4) Develop better reading habits (mostly for non-fiction):
- Can't get into a book? Start at the index (in the most xtreme cases I list my interests reading the index, then tally which chapters have the most points of interest and read those first!)
- Learn the vocabulary.
- Pencil marginalia. Limited set of what I call "sign-posts". A small check-mark to flag an important passage or line is sufficient. (Underlining is awful; don't do it. If everything is important, than nothing is most important).
- Keep a piece of scrap paper and write down a great idea you had while reading--this will clear your mind of your great idea, and let you get back to reading. And it also keeps your interest, because who doesn't like having great ideas?
5) Write a brief book review for every book you read for the rest of you life. Save this as a simple text file. MLA bibliographic entry. Few paragraphs about the book. Done.
The two things that have made the difference for me are:
* use the library! I only paid for 1 of those 24 books. Of the others 1 was a physical book from the library and the other 22 were library ebooks. I rarely find things I want to read that they don't have in ebook format (although often you need to 'request a hold' and wait as they can only loan out each copy to so many people at once). For context, I'm in Austin, TX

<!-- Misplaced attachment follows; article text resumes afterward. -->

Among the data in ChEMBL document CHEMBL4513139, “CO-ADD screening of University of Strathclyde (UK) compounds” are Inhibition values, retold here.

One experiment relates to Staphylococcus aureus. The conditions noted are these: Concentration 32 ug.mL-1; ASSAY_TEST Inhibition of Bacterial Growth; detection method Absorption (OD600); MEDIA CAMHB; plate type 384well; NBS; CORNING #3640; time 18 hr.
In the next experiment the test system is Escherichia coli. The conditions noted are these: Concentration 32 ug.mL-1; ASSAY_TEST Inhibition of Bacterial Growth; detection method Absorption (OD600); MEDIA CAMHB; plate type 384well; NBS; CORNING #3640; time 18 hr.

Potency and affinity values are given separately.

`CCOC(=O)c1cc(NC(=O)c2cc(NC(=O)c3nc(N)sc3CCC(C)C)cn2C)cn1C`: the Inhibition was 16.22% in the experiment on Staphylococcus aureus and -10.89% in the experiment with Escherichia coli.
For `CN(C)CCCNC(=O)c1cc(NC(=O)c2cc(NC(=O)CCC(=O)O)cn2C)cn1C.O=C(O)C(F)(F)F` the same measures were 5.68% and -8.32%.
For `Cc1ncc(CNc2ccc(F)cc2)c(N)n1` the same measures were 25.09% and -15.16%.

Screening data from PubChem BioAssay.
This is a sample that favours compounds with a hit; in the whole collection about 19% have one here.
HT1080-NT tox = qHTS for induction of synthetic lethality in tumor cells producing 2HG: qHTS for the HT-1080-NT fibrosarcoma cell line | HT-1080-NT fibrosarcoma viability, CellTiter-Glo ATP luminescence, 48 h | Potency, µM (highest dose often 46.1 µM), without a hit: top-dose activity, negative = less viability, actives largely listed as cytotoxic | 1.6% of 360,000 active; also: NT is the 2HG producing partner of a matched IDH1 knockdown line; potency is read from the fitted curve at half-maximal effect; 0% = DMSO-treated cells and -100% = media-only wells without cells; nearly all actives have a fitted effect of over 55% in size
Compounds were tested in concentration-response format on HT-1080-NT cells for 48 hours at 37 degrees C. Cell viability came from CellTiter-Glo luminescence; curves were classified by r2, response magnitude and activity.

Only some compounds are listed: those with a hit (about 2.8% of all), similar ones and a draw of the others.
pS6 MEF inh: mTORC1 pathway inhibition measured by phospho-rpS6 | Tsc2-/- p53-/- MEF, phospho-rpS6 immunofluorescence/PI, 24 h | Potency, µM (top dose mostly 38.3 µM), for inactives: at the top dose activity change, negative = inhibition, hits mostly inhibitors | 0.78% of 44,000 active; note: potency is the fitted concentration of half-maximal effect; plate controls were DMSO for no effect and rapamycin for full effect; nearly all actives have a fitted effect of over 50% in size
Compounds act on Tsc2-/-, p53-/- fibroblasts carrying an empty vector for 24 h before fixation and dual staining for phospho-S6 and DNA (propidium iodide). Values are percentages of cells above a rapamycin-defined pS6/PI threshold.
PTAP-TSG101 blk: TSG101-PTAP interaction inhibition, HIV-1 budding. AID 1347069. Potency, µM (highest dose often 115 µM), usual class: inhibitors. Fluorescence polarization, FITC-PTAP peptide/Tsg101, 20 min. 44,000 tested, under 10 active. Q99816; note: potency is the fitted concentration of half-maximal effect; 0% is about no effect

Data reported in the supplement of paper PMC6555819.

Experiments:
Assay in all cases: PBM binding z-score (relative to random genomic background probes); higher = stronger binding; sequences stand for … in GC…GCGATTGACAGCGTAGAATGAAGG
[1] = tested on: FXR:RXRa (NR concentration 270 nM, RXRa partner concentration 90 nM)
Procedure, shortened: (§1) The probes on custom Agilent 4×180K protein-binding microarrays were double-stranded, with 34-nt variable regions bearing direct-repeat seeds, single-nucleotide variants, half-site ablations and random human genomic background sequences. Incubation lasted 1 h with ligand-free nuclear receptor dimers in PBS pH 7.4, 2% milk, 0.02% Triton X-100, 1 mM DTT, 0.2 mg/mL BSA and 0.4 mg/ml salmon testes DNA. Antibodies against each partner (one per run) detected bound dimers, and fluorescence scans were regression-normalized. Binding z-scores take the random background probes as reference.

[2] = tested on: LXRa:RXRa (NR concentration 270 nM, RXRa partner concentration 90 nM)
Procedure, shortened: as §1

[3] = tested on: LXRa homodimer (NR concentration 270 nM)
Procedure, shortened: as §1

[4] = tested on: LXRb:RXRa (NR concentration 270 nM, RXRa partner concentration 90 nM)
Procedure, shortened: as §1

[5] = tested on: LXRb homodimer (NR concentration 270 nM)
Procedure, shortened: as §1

* make reading a deliberate evening activity. I used to only read when I was in bed and then be frustrated with my progress. I've started reading on my lunch break at work, and also in place of other evening activities (TV, internet, guitar etc). If I do 30 mins at lunch, an hour in the evening and then some in bed I can finish a reasonable length book per week.
During sophomore year (college, Engineering), I spent a lot of time commuting (could stack up to 6 hours in a day) so I was reading philosophy, economics, neuro linguistic programming, psychology, etc. during this time. I live in a country where I can't just buy any book (low availability) and electronic payment wasn't introduced until recently and I didn't have a laptop 10 years ago, so I'd print 4 book pages per A4 sheet, then they'd get folded an make a small book I'd pierce in the center and sort of bind. 500 sheets were about $5 that time.
I also read everywhere, especially in the toilet, which I think is a habit I picked up from home (I grew up with a book shelf in the toilet and we used to call the bathroom the "National Library"). As a matter of fact, I'm writing these very lines sitting on the throne.
I've never read as much as during my unemployment (I could read like 20 hours per day, but it's not for everyone).